However successful the government-controlled fibre deployment model has been in Stockholm applying this model to other cities and regions does not mean that it will be successful. Broberg explained some of the difficulties of deploying this model in 2014, now that many areas have at least some kind of established fibre network. ‘You can copy the model, definitely, but if you have a city where you have a lot of operators that already have a lot of fibre it would be quite hard to establish a neutral operator,’ said Broberg.
He went on to explain that it could be used in some areas, mainly those that are less densely populated because ‘the bigger operators have not built as much fibre in the smaller cities’. The second reason is that ‘now the demand for fibre is much higher than it was in 1994 so it is easier to get business if you provide fibre.’
One clear benefit to this kind of model is that: ‘The goal for the city is not to get a lot of money for profit from this company. The goal is to provide a good ICT environment in the region,’ said Broberg.
This is in part due to the way in which government-owned companies work in Sweden, Broberg went on to explain how this has affected the creation of Stokab. ‘You must have some mission, such as provide water or provide fibre in our case. You must also be quite close geographically to your area. The third component is you are allowed to generate as much profit as you want as long as you take the profit back to the company and invest in the business.’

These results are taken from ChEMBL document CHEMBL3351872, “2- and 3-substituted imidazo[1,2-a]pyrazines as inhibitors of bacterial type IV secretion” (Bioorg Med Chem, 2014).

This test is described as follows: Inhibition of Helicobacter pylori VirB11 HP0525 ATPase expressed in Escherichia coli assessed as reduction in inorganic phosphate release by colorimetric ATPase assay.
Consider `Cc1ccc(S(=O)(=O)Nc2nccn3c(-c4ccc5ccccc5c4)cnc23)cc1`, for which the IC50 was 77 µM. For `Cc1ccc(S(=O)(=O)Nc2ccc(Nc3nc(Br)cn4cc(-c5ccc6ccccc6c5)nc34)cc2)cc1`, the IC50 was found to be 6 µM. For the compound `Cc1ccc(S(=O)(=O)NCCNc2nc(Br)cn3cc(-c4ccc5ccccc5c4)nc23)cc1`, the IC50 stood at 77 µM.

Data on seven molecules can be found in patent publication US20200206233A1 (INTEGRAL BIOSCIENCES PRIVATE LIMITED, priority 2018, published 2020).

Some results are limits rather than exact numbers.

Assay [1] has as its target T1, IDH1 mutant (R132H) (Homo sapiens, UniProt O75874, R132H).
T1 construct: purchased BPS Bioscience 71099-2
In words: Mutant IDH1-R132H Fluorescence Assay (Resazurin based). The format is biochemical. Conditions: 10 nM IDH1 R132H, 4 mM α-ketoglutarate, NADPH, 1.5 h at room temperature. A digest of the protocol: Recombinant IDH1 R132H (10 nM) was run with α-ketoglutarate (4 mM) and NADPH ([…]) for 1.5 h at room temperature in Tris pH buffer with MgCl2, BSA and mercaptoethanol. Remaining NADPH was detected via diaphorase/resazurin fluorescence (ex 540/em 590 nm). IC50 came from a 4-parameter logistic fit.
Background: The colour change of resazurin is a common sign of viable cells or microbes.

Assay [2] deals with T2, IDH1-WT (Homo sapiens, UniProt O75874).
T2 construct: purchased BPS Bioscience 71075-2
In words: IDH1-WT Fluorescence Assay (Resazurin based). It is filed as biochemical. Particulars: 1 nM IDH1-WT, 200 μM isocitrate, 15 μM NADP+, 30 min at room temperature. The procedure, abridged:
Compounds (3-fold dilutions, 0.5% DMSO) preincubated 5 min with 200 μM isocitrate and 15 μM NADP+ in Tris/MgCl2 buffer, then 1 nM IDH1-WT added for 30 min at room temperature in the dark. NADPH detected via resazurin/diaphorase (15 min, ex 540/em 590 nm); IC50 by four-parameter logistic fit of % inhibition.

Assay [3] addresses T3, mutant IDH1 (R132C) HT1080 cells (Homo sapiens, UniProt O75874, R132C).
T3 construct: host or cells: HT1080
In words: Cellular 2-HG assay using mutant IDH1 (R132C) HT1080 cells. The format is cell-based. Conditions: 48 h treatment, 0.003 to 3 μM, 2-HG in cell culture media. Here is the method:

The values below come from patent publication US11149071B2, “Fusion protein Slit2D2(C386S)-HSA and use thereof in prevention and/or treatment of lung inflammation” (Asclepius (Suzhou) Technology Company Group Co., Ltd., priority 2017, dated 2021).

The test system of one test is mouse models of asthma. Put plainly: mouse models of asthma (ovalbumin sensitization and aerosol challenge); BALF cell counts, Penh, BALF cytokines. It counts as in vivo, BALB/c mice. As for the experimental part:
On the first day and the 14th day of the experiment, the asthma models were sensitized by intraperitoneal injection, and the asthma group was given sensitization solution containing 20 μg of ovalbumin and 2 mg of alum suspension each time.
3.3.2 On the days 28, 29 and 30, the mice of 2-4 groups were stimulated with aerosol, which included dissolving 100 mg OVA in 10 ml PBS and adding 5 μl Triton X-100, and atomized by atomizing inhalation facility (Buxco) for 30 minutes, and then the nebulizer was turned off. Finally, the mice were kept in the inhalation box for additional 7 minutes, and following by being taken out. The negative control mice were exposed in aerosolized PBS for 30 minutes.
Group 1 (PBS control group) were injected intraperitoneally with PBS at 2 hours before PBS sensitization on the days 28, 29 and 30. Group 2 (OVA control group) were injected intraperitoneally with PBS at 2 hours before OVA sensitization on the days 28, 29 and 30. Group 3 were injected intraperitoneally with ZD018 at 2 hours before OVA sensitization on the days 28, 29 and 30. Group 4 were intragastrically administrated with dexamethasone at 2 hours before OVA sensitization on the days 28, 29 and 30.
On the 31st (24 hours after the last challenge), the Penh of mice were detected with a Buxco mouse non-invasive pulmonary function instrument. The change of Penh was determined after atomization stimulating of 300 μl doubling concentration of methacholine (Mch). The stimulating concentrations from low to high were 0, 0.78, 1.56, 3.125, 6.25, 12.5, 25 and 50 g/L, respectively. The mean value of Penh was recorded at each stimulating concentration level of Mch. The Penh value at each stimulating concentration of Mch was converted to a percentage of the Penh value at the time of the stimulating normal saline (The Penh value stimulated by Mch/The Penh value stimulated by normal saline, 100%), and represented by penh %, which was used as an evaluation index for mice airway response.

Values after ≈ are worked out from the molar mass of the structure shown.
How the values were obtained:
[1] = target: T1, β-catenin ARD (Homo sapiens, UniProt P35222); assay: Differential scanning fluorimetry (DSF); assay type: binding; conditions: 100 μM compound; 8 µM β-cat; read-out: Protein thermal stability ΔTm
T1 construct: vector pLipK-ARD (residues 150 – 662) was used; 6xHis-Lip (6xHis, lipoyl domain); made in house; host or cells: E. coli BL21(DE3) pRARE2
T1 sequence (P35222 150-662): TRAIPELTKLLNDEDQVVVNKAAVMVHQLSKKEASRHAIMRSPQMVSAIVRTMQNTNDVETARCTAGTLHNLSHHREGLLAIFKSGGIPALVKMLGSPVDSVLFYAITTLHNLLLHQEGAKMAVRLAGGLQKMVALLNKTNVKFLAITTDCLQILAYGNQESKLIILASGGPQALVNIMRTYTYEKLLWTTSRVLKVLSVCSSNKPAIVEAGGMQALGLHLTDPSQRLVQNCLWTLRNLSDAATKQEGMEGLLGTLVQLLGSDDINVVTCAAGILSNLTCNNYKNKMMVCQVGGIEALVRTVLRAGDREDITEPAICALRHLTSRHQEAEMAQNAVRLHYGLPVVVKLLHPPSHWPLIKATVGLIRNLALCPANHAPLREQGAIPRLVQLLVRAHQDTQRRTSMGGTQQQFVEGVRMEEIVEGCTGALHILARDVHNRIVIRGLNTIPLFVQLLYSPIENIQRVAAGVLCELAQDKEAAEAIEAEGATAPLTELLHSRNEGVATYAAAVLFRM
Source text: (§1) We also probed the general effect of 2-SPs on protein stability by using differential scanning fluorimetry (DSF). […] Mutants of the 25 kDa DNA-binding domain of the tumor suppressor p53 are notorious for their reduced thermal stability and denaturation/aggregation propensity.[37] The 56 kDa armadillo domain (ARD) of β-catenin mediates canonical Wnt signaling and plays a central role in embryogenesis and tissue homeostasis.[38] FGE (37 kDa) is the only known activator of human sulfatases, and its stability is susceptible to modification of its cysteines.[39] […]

‘If you stop [re-investing] then you must have lower prices so this has a positive impact on the market in our case’ said Broberg.
As fibre deployments have already begun in the vast majority of countries, a fully government-controlled fibre deployment model would just increase complexity against established networks. However such a model can be valuable for rural areas that have very little coverage. Here a small region can achieve high coverage, using government investment, much faster than if left solely to operators. ‘We have a lot of visitors from across the world and the situations in all cities are different so it is not always easy to copy the whole Stokab model,’ said Broberg.
National Fibre Strategies—National economic imperative or just another private industry task? Arthur D Little, 2013.
Stokab, a socio-economic analysis, Acreo report acr055698, Stockholm, July 2013